2. Division of equation into two = square root of Keq
SO2 + 1/2 O2 <--> SO3 Keq = √0.15 = 0.39
3. Multiplication of two = square of Keq
4SO2 + 2O2 <--> 4SO3 Keq = (0.15)2 = 0.023
EXCERCISE
1. If the equilibrium constant for the formation of
ethanol from acetaldehyde is 0.000006, what will
the constant be when acetaldehyde becomes the
product?

2. If twice the amount of 2mL formic acid turning


into formate has the constant of 0.000177, what
is the constant of 2mL formic acid turning into
formate?
LE-CHATELIER’S PRINCIPLE
This principle states that a disturbance in equilibrium
(producing a significant net amount of product or
reactant away from equilibrium) will produce a
progress in reaction that will return the reaction back
to equilibrium.
LE-CHATELIER’S PRINCIPLE
1. Concentration – addition of something on one side
will cause a shift to the opposite side and vice-versa
(removal on one side will cause a shift to that side).

3A + 2C <-> 2B

Increase in A will shift the reaction towards the right.


Increase in B will shift the reaction towards the left.
Decrease in C will shift the reaction towards the left.
LE-CHATELIER’S PRINCIPLE
2. Temperature – the nature of the reaction should
be first known. If it is exothermic, the heat will be on
the product side. If it is endothermic, the heat will
be on the reactant side.

Thus, increase in temperature will shift the reaction


toward its opposite side of the reaction, and decrease
in temperature will shift the reaction toward its side
of the reaction.
LE-CHATELIER’S PRINCIPLE

3AC <-> 3A + C + heat


Increase in temperature will shift the reaction
towards the left, and vice-versa.

3AC + heat <-> 3A + C


Increase in temperature will shift the reaction
towards the right, and vice-versa.
LE-CHATELIER’S PRINCIPLE
3. Volume and Pressure – factor applicable only to
gases. Adding pressure will decrease the volume on
the side with lesser volume and causes a shift to that
side; and vice-versa.
2A + 5C <-> 6F
Reactants = 7 moles; Products = 6 moles
In this case, if pressure is applied, the reaction will
shift towards the right. If pressure is relieved, the
reaction will shift towards the left.
(In cases where both reactants and products have same number of moles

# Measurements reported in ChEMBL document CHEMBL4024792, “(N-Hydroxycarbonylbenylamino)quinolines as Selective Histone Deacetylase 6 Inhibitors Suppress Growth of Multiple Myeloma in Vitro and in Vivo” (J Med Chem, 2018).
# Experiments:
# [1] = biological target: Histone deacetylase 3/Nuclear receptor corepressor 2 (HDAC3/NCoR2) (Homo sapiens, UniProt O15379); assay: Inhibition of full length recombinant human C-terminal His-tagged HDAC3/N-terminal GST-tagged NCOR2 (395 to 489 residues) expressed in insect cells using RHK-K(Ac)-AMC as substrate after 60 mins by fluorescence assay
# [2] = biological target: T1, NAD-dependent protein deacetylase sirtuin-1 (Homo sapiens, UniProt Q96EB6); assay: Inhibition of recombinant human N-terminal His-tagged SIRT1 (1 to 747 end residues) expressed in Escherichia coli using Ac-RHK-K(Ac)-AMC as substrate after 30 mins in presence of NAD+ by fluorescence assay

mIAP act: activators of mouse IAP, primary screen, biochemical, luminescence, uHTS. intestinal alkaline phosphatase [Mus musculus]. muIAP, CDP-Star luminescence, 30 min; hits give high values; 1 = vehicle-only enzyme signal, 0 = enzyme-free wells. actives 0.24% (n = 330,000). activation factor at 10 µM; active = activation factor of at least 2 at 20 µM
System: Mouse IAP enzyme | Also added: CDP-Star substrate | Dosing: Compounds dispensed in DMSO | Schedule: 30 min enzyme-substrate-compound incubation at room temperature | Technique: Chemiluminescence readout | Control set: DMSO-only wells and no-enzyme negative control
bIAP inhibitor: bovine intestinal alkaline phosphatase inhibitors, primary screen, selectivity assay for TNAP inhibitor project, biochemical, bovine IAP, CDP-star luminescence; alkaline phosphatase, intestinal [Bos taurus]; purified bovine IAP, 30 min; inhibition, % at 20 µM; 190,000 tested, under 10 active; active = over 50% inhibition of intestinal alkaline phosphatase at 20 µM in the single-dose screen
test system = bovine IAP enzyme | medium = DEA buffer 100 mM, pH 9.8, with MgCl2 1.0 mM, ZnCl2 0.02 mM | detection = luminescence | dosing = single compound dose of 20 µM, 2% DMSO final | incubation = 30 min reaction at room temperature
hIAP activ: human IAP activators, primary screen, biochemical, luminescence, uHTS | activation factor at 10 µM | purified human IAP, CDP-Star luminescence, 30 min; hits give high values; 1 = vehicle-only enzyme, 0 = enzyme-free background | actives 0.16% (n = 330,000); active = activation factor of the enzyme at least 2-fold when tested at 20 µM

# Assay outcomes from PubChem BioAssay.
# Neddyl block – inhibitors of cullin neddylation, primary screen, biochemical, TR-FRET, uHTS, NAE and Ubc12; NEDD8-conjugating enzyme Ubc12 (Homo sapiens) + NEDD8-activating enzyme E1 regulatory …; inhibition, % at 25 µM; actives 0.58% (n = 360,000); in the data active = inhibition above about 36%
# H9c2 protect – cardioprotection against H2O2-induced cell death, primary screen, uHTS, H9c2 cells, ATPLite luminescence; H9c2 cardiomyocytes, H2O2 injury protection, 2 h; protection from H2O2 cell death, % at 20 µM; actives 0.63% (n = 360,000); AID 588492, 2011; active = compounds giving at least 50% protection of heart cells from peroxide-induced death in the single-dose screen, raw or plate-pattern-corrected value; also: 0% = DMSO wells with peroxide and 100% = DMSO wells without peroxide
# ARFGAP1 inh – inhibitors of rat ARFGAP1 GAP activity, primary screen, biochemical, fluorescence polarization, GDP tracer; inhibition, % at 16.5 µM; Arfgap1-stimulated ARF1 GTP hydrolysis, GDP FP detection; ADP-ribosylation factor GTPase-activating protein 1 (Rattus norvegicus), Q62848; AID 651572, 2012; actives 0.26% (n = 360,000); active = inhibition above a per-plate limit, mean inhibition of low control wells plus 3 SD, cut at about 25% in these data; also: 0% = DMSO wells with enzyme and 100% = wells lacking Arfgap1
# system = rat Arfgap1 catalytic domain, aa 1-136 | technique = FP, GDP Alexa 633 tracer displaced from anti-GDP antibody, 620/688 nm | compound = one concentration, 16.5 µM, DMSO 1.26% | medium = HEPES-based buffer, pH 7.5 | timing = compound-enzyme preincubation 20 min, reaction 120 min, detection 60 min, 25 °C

of gas, increased/decreased pressure will not disturb the equilibrium)
LE-CHATELIER’S PRINCIPLE
4. Catalysts and Inert Gases – catalysts do not affect
equilibrium. Recall that catalysts lower EA in a
progressing reaction, but a reaction in equilibrium is
already done with progression. Inert gases and
anything that is not used up or produced in the
reaction will not affect the equilibrium as well.
EXERCISE
1. In the human lungs, carbon dioxide is quickly
turned into carbonic acid. If a person inhales twice
the amount of carbon dioxide, what will happen to
the carbonic acid content of the body?
2. The exothermic conversion of magnesium
carbonate to magnesium oxide takes place extremely
slowly in room temperature. If the temperature
from 200 deg. C is increased to 300 degrees, will
there be more or less production of magnesium
oxide?
EXERCISE
3. In the Haber-Bosch process, nitrogen and
hydrogen gases react to form ammonia. If two moles
of ammonia are produced from every three moles of
hydrogen and one mole of nitrogen in a closed
system, what will happen if pressure is applied to the
mixture? Vice-versa?
REACTIONS NEARING
EQUILIBRIUM
• Reactions that will proceed to equilibrium but are
not yet at equilibrium can be represented by
finding the product of the concentration/partial
pressures of the products formed so far. That
product is called the reaction quotient (Qc)
REACTIONS NEARING
EQUILIBRIUM
Several inferences can be made, using the basis of Le
Chatelier’s principle on concentration:

• If Qc > Keq, the reaction has too many products, and will
shift the equilibrium to the left (towards reactants)
• If Qc < Keq, the reaction has too many reactants, and will
shift the equilibrium to the right (towards products)
• Qc = Keq when the reaction is in equilibrium
EXERCISE
1. Given that the Keq for a reaction is 21, give the
inference when the products A and B are both 5.3M
while the only reactant is 1.85M.
SPECIFIC EQUILIBRIUM
A. WATER, ACIDS, AND BASES: STRENGTH

• Arrhenius – acids produce hydrogen ions in solution,


while bases produce hydroxide ions in solution.
• Bronsted-Lowry – acids donate protons, and bases
receive protons.
• Lewis – acids receive electrons, and bases donate
electrons.
A. WATER, ACIDS, AND BASES:
STRENGTH
Strength of acids and bases: pH/pOH

Acids and bases have a certain strength, chemically on


their ability to donate and accept electrons, respectively.

By visual observation, we can determine the strength of


an acid by its ability to leave out a proton/hydrogen ion
and of a base by its ability to attract a proton/hydrogen.
A. WATER, ACIDS, AND BASES:
STRENGTH
Mathematically, we can calculate acid or base strength by a
numerical value of hydrogen or hydroxide ions released per
amount of substance by pH and pOH In a solution
respectively.
pH = -log [H+]
pOH = -log [OH-]
*Note that a bracket denotes concentration in Molarity

Conversely, if we are given the pH or pOH of the certain acid


or base, we can derive the [H+] or [OH-] by using the antilog
function.
[H+] = antilog(pH)
[OH-] = antilog(pOH)
A. WATER, ACIDS, AND BASES:
STRENGTH
Diversity of the acids and bases allows them to be
separated based on their strength. There are the strong
acids and bases, and there are the weak.

Very important note: Strong acids and bases completely